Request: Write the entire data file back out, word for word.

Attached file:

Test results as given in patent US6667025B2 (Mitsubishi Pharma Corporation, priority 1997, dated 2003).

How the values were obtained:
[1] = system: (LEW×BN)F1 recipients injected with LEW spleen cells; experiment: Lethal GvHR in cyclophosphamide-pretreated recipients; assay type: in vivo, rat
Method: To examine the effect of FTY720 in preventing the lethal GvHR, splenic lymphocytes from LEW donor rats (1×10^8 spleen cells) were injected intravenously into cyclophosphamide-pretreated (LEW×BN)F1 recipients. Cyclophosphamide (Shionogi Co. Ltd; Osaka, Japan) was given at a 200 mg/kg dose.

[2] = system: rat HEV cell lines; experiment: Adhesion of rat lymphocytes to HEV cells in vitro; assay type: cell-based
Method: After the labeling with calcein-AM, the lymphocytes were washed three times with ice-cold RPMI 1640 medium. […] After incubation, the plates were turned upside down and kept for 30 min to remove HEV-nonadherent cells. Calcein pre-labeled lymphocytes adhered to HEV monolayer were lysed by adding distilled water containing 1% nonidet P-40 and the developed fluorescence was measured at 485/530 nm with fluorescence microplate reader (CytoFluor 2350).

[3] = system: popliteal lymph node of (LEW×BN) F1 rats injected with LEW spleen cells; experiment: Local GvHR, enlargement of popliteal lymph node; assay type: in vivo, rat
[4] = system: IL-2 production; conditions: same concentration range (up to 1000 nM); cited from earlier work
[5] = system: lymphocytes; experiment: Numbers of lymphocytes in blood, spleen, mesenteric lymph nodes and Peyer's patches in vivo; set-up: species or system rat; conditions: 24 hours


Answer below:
Test results as given in patent US6667025B2 (Mitsubishi Pharma Corporation, priority 1997, dated 2003).

How the values were obtained:
[1] = system: (LEW×BN)F1 recipients injected with LEW spleen cells; experiment: Lethal GvHR in cyclophosphamide-pretreated recipients; assay type: in vivo, rat
Method: To examine the effect of FTY720 in preventing the lethal GvHR, splenic lymphocytes from LEW donor rats (1×10^8 spleen cells) were injected intravenously into cyclophosphamide-pretreated (LEW×BN)F1 recipients. Cyclophosphamide (Shionogi Co. Ltd; Osaka, Japan) was given at a 200 mg/kg dose.

[2] = system: rat HEV cell lines; experiment: Adhesion of rat lymphocytes to HEV cells in vitro; assay type: cell-based
Method: After the labeling with calcein-AM, the lymphocytes were washed three times with ice-cold RPMI 1640 medium. […] After incubation, the plates were turned upside down and kept for 30 min to remove HEV-nonadherent cells. Calcein pre-labeled lymphocytes adhered to HEV monolayer were lysed by adding distilled water containing 1% nonidet P-40 and the developed fluorescence was measured at 485/530 nm with fluorescence microplate reader (CytoFluor 2350).

[3] = system: popliteal lymph node of (LEW×BN) F1 rats injected with LEW spleen cells; experiment: Local GvHR, enlargement of popliteal lymph node; assay type: in vivo, rat
[4] = system: IL-2 production; conditions: same concentration range (up to 1000 nM); cited from earlier work
[5] = system: lymphocytes; experiment: Numbers of lymphocytes in blood, spleen, mesenteric lymph nodes and Peyer's patches in vivo; set-up: species or system rat; conditions: 24 hours